Available in milk and dark chocolate,ProBenefit helps the body to maintain a healthy balance of “good” bacteria, while promoting optimal intestinal function and good health. To ensure the survival of the probiotics throughout digestion, Barry Callebaut uses a special production system that ensures a homogenous blend of probiotics in chocolate within a restricted temperature range.
“While probiotics have been used in dairy foods like yogurt for some time, our studies have found that chocolate is a superior carrier for the intestinal delivery of probiotic bacteria,” says Rich Benson, director of research and development, Barry Callebaut North America. “In fact, the survival rate of probiotics in chocolate was found to be three times higher than that of the milk matrix and probiotic yogurt drink we tested.”
For more information, visitwww.barry-callebaut.com.
TruSweets introduces new size, packaging for candyAnswering consumers’ requests for portion-control treats, natural and organic candy manufacturer TruSweets, LLC has launched a new snack pack size for itsSurf Sweets Gummy Bears and new Sour Berry Bears. The company also has unveiled a new packaging design for all its candy.
The new 0.9-oz. snack packs each contain one serving of candy, 80 calories and 60% of one’s daily allowance of Vitamin C. The suggested retail price is $0.79 per pack.
The company’s new packaging was redesigned to be kid-friendly and reflect the idea of California, healthy-living, which is what inspired the brand.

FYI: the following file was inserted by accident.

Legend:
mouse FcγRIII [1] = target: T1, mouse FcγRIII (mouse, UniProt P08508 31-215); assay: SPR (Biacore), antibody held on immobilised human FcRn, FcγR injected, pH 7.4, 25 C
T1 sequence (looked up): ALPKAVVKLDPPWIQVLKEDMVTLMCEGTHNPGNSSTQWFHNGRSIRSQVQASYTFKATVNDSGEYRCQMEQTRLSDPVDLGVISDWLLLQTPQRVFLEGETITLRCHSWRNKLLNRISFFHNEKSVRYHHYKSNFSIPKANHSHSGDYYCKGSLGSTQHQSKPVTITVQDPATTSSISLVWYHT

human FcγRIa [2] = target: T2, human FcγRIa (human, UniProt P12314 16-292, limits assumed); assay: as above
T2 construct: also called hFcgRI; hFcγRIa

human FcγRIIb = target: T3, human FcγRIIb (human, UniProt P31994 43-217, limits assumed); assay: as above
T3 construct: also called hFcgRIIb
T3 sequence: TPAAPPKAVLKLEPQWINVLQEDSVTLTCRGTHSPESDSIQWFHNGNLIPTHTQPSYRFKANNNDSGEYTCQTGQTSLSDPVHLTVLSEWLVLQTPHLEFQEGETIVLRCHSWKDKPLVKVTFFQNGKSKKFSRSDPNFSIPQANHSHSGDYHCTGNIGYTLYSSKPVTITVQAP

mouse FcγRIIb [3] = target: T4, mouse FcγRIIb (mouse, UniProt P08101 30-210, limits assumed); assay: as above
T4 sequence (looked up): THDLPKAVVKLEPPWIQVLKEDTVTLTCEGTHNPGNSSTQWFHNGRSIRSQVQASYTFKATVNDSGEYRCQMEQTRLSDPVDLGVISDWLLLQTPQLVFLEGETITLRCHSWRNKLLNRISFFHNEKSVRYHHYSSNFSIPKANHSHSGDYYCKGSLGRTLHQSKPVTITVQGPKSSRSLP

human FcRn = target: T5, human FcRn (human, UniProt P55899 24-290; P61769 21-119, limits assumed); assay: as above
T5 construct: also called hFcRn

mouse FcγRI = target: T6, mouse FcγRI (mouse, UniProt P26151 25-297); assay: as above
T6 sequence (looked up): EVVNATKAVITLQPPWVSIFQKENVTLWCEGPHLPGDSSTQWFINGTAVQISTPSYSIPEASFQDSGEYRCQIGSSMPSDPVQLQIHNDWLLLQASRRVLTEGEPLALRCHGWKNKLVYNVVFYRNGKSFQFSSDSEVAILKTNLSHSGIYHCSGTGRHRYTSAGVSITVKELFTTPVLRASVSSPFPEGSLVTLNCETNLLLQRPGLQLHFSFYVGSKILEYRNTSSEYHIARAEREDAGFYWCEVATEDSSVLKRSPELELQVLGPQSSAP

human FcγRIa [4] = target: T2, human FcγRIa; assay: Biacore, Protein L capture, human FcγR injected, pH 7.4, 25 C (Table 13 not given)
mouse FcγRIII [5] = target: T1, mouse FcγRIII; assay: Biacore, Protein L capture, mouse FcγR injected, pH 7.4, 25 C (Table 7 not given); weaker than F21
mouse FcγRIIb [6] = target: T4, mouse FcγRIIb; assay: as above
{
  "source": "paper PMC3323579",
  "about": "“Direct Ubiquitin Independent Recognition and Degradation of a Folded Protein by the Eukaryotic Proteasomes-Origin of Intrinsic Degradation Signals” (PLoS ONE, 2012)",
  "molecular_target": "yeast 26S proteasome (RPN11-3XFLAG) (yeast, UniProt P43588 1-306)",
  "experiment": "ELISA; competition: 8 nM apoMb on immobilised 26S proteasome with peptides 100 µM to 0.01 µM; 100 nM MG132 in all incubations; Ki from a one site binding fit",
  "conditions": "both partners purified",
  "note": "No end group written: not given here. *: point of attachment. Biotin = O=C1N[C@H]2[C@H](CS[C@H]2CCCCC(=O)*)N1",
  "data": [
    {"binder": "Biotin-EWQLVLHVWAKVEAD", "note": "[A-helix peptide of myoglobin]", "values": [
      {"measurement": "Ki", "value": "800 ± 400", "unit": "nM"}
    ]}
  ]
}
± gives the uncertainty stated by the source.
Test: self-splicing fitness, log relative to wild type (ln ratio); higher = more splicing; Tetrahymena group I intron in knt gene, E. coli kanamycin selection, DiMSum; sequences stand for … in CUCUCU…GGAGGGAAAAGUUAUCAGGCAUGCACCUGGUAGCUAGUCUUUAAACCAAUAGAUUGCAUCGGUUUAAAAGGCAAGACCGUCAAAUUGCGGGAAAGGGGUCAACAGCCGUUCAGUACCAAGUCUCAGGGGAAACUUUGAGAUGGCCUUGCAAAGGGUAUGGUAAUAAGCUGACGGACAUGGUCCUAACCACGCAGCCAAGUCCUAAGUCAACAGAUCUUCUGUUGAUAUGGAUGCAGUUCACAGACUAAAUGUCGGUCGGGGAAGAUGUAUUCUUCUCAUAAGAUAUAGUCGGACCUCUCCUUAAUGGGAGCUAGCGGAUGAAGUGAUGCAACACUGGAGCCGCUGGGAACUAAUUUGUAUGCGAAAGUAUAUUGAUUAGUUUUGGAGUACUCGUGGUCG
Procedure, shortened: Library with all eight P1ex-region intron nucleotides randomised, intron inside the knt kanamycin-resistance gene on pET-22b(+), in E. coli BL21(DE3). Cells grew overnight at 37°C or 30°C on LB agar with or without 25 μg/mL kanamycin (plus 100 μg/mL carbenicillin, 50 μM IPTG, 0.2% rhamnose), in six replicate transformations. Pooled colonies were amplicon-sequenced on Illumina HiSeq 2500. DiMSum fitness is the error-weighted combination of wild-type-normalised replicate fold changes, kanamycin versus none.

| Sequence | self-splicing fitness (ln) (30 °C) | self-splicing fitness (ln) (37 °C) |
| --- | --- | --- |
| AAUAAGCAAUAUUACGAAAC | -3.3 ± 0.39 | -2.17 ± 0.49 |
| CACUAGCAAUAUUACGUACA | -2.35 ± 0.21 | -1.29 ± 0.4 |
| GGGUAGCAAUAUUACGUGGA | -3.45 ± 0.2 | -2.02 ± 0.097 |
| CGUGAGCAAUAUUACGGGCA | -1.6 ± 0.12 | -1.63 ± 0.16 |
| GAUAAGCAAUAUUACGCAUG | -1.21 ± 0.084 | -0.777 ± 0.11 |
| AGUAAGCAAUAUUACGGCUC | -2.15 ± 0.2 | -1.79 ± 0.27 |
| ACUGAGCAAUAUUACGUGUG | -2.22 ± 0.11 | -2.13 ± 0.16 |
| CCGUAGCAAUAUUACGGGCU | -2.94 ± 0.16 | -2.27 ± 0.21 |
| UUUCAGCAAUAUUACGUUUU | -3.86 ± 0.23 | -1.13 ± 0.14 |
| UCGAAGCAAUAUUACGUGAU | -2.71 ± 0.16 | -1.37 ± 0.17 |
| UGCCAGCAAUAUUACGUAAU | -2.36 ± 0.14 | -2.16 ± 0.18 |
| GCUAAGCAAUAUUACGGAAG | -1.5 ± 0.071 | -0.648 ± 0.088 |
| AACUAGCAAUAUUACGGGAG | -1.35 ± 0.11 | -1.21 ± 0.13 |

For more information, visitwww.surfsweets.com.
New Clif Bar flavor makes its debutBerkeley, Calif.-based Clif Bar & Co. has added a White Chocolate Macadamia Nut flavor to its line of energy bars. Made with all-natural and certified-organic ingredients, the newClif Bar is free from trans fats, hydrogenated oils, high-fructose corn syrup, and artificial colors, flavors, sweeteners and preservatives. The White Chocolate Macadamia NutClif Baris available in natural foods, grocery, club and sports specialty stores nationwide, at a suggested retail price of $1.39.
For more information, visitwww.clifbar.com.
Ring Pop earns kosher certificationBazooka Candy Brands’ (a division of Topps Inc.) best-selling candy,Ring Pop, has been kosher certified by the Orthodox Union. New packaging for the product features the “OU” symbol and will begin shipping to retailers nationwide in August.
“Working with the Orthodox Union, the top organization for kosher certification in the world, we can now bringRing Popto an entirely new, and discerning, consumer base that has never before been able to enjoy our products,” says Ari Weinstock, director of marketing, Bazooka Candy Brands.
The Orthodox Union monitors all aspects of production by supervising the process by which the food is prepared, examining the ingredients used to make the food and regularly inspecting the processing facilities to make sure that its standards are met.
For more information, visitwww.topps.comorwww.oukosher.org.